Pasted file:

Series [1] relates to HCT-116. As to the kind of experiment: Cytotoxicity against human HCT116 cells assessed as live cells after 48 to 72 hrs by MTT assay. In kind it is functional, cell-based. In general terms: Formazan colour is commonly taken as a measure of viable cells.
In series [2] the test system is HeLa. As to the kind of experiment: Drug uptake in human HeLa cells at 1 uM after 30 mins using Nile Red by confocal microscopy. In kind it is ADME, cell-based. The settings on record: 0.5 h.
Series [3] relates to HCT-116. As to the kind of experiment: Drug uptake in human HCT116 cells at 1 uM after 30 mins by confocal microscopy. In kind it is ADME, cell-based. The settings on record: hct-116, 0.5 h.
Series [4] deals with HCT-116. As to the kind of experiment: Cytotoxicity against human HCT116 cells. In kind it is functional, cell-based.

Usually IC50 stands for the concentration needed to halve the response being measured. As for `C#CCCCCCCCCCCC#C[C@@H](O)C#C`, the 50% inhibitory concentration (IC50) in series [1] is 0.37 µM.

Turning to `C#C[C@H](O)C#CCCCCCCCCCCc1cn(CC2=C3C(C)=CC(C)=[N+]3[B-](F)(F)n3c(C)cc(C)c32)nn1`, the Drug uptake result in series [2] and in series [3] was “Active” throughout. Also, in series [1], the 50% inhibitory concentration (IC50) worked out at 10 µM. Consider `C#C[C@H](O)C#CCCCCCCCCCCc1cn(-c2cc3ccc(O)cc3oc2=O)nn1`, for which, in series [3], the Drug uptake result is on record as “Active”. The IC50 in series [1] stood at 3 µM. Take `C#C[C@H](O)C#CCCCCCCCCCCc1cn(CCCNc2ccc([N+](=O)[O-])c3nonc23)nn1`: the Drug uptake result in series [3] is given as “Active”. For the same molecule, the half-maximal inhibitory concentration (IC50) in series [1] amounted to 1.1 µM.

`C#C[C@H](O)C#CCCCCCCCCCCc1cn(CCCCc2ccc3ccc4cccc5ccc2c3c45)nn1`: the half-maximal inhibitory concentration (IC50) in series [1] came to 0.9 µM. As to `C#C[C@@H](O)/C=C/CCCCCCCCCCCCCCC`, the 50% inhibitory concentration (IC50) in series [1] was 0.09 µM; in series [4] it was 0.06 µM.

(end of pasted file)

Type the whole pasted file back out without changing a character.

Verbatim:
Series [1] relates to HCT-116. As to the kind of experiment: Cytotoxicity against human HCT116 cells assessed as live cells after 48 to 72 hrs by MTT assay. In kind it is functional, cell-based. In general terms: Formazan colour is commonly taken as a measure of viable cells.
In series [2] the test system is HeLa. As to the kind of experiment: Drug uptake in human HeLa cells at 1 uM after 30 mins using Nile Red by confocal microscopy. In kind it is ADME, cell-based. The settings on record: 0.5 h.
Series [3] relates to HCT-116. As to the kind of experiment: Drug uptake in human HCT116 cells at 1 uM after 30 mins by confocal microscopy. In kind it is ADME, cell-based. The settings on record: hct-116, 0.5 h.
Series [4] deals with HCT-116. As to the kind of experiment: Cytotoxicity against human HCT116 cells. In kind it is functional, cell-based.

Usually IC50 stands for the concentration needed to halve the response being measured. As for `C#CCCCCCCCCCCC#C[C@@H](O)C#C`, the 50% inhibitory concentration (IC50) in series [1] is 0.37 µM.

Turning to `C#C[C@H](O)C#CCCCCCCCCCCc1cn(CC2=C3C(C)=CC(C)=[N+]3[B-](F)(F)n3c(C)cc(C)c32)nn1`, the Drug uptake result in series [2] and in series [3] was “Active” throughout. Also, in series [1], the 50% inhibitory concentration (IC50) worked out at 10 µM. Consider `C#C[C@H](O)C#CCCCCCCCCCCc1cn(-c2cc3ccc(O)cc3oc2=O)nn1`, for which, in series [3], the Drug uptake result is on record as “Active”. The IC50 in series [1] stood at 3 µM. Take `C#C[C@H](O)C#CCCCCCCCCCCc1cn(CCCNc2ccc([N+](=O)[O-])c3nonc23)nn1`: the Drug uptake result in series [3] is given as “Active”. For the same molecule, the half-maximal inhibitory concentration (IC50) in series [1] amounted to 1.1 µM.

`C#C[C@H](O)C#CCCCCCCCCCCc1cn(CCCCc2ccc3ccc4cccc5ccc2c3c45)nn1`: the half-maximal inhibitory concentration (IC50) in series [1] came to 0.9 µM. As to `C#C[C@@H](O)/C=C/CCCCCCCCCCCCCCC`, the 50% inhibitory concentration (IC50) in series [1] was 0.09 µM; in series [4] it was 0.06 µM.